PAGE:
First off, it may seem a cumbersome, over engineered, ineffective way of producing fire in comparison to the bow drill and hand drill but that was probably the point, and I'm guessing it was supposed to take many people to "force" fire through this contraption as part of the ritual.
I would love to have a go at building one of these. I have made a small model version, but haven't yet fully tested it.
As part of this "project" I'm collecting stories, myths and legends of the origins of fire, there are many out there, and many variations of similar stories within the same cultures and different cultures. Common themes also run through many of the stories, such as fire being hidden away in trees and it can only be released through friction.
I plan to collect as many stories as possible and validate each one. This is my list so far of stories , but I'm sure there are many more out there. I have not yet found any from Celtic traditions.
Crocodile took the fire stick
How the Wongaibon obtained fire
How the Kamilaroi acquired fire
Water rat and fire
... and many more
India - Hindu : Rig Veda (3:9.5), the hero Mātariśvan recovered fire through friction
Judaism - In the Book of Enoch, the fallen angels and Azazel teach early humanity to use tools and fire.
Chinese - Sui Drilling Wood to make fire
Greek - Prometheus stole fire and hid it in a fennel stalk
The San of South Africa believe that Ostrich guarded fire under his wing until a praying mantis stole it.
and many more
Bumba showed the people how to make the firedrill
Indians of the Amazon River basin in - Aboy stole a hot coal from the Jaguar's fire
Legends in the Caroline Islands of the Pacific link fire to Olofat, a mythical trickster hero
Maori\Polynesian - How Maui brought fire to the world
How Coyote Stole Fire
Cherokee - Grandmother Spider
According to some Yukon First Nations people, Crow stole fire from a volcano in the middle of the water.
According to the Creek Indians, Rabbit stole fire from the Weasels.
In Algonquin myth, Rabbit stole fire from an old man and his two daughters.
In Ojibwa myth, Nanabozho the hare stole fire and gave it to humans.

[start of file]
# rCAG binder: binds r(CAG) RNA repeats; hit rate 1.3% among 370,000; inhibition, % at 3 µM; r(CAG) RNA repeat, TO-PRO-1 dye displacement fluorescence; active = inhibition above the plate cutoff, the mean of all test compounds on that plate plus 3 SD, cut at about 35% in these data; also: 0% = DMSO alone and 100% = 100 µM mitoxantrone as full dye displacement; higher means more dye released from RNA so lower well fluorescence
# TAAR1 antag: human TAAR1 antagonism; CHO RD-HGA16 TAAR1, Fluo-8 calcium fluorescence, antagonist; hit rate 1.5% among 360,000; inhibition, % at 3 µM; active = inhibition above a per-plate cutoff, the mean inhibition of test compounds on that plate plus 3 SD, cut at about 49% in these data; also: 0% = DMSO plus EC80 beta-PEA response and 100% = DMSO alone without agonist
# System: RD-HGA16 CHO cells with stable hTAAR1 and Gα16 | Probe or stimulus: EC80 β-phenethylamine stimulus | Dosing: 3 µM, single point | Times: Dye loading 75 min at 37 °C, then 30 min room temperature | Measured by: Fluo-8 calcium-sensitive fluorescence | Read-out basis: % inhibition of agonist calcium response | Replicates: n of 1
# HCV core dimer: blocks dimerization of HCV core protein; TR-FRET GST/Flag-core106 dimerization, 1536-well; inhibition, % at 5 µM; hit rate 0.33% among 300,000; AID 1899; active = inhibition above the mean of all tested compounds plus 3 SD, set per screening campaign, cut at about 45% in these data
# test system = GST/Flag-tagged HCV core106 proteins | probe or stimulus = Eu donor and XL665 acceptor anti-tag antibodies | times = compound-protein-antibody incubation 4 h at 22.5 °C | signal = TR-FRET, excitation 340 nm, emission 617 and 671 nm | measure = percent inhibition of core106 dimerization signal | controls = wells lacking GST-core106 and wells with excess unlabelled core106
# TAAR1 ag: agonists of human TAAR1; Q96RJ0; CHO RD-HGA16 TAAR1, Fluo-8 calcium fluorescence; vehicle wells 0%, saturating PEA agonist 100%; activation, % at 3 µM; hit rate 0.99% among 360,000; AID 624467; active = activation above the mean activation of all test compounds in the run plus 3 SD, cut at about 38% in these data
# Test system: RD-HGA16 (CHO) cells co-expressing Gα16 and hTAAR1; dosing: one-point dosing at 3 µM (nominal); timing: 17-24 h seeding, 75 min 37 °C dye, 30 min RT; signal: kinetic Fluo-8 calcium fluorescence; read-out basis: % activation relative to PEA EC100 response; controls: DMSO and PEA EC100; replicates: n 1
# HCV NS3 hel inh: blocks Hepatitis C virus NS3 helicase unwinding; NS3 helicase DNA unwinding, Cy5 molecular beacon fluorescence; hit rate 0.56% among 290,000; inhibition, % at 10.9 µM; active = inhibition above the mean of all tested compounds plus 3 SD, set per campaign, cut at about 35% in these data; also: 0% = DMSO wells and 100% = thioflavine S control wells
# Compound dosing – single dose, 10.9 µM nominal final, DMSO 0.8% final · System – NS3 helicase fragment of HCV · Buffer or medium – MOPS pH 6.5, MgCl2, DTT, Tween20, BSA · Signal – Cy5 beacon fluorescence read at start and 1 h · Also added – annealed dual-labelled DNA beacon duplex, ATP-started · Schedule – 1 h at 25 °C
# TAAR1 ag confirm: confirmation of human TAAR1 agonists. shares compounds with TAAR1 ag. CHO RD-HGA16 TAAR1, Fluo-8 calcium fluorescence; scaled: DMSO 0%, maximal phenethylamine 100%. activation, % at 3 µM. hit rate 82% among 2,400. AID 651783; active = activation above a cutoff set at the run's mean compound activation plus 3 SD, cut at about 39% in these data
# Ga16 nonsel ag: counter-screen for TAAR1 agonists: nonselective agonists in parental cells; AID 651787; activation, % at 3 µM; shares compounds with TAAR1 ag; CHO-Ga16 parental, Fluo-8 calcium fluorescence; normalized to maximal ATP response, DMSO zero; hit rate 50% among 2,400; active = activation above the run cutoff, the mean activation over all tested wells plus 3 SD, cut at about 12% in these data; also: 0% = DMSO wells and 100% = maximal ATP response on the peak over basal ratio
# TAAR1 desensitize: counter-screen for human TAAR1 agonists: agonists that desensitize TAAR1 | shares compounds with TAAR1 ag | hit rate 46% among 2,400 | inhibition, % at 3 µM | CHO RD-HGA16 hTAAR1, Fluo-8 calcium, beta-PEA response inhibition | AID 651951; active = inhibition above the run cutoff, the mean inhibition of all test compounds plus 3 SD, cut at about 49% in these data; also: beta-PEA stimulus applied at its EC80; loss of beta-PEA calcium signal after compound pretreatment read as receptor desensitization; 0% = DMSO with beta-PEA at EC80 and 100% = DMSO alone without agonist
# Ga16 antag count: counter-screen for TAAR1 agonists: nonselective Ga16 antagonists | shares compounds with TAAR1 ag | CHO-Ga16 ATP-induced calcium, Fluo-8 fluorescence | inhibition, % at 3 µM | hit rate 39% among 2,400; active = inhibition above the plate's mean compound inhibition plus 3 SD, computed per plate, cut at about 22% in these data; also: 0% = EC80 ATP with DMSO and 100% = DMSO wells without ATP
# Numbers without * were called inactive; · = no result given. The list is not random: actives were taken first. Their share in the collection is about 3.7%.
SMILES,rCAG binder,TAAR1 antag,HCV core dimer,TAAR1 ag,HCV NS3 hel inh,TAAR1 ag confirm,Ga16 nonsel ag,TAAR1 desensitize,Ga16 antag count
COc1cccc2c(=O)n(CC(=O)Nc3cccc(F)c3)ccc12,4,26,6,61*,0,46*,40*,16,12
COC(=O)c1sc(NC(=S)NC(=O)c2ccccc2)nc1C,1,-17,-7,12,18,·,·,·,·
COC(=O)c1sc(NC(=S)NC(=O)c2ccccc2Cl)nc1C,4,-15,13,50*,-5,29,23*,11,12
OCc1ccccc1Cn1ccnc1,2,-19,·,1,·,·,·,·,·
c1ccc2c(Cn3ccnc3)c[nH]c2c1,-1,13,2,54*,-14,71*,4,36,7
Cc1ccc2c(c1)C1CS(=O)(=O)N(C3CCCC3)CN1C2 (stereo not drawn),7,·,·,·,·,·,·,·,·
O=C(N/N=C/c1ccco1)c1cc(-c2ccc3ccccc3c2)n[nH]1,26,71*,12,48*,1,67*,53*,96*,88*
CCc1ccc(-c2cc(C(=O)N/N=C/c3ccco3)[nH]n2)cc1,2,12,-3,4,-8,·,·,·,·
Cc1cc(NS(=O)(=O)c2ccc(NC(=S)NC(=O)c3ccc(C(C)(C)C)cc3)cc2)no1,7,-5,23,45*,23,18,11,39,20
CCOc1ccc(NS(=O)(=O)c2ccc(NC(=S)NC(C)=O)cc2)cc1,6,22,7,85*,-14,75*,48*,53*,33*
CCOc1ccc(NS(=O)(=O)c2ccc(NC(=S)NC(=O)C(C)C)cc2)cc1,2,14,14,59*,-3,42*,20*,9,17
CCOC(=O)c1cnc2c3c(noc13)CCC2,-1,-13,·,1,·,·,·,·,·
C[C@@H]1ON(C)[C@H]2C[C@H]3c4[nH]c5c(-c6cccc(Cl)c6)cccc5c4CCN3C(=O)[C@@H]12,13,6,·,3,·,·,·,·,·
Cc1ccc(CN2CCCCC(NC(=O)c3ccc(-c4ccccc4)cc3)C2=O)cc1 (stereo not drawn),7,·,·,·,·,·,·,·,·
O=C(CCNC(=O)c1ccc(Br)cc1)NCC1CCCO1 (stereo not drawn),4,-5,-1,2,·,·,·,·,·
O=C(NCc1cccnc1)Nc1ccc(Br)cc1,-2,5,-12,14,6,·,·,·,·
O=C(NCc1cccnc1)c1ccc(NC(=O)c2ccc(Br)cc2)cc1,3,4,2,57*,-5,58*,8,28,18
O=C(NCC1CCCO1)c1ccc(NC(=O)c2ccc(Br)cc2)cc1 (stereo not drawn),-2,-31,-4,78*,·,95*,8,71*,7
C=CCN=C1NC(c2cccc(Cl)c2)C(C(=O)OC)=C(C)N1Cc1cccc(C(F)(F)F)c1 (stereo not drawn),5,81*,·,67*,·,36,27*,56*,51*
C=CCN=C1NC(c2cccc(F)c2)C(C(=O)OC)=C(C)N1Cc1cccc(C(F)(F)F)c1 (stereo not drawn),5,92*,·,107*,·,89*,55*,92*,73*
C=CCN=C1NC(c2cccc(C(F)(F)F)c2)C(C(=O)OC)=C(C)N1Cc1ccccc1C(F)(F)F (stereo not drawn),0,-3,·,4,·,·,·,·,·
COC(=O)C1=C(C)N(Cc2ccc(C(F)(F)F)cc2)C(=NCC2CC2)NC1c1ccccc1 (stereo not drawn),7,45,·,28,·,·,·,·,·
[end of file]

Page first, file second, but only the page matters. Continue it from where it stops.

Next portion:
and many more
Norse\Viking - The Theft of Fire by Loki
The Myths of the Origins of Fire by James Frazer contains many stories from around the world including Tanzania,
New Guinea, Indonesia, Malaysia, Madagascar, South America, Central & North America, Pacific/Polynesia, Australia
It seems that sparks of possibilities born from my practice of friction fire are flying everywhere! Ideas have started to zip zap through my mind recently, so thus I have decided (prompted by my beautiful wife) to blog about it.
Sacred Hearth Friction Fire seems to be evolving. I have ideas, lots of them, and so lets see what unfolds over the next few months \ year as this is fitted in between work and family life. I had an idea to maybe write a book the other day so started some research, and have started discovering some very interesting myths, stories, articles and books, which made me realise that this could take some time! I can get rather obsessed at times and throw myself in but some restraint , structure and order will be required. My idea is to bring together origin of fire legends, the sacredness of fire, how fiction fire is still practiced by indigenous peoples today and practical information on friction methods maybe. There is a lot of information out there, and I wish to validate\cross-check as I go so time will be needed. So I may focus on topic by topic and blog about it as I go.
I was looking to see if there was anything similar already out there and came across "Myths of the Origin of Fire: An Essay by Sir James George Frazer" from the 1930s. It seems that this will be very useful in my research, of a place to start and to start cross-checking\validating. I don't like the language used to describe our ancestors and indigenous peoples and it reminds me of how badly indigenous peoples have been viewed and treated - and still are today (and one reason why I support Survival International." ) However, it will still be a very useful tool, and I'm trying to get my hands on a real copy rather than just the ebook - but they aren't cheap!
I've also come across some very interesting information regarding ceremonial use of friction fire in different traditions and also the comparison of friction fire with the divine coupling of male and female.. So there is a lot out there to cover..... I just need to structure myself! All very exciting.
Also, at some point in the future I would love to hold a "workshop" around fire, ritual and story. Encompassing the ritual lighting of fires using friction fire, weaving in stories and the practical teaching of friction fire but in a sacred way with awareness. For now, I will just start to gain experience by continuing my practice and gaining knowledge, holding demonstrations of friction fire, supporting people I know on their workshops, and gaining experience through my involvement with Spirit Horse.
Exciting time ahead.....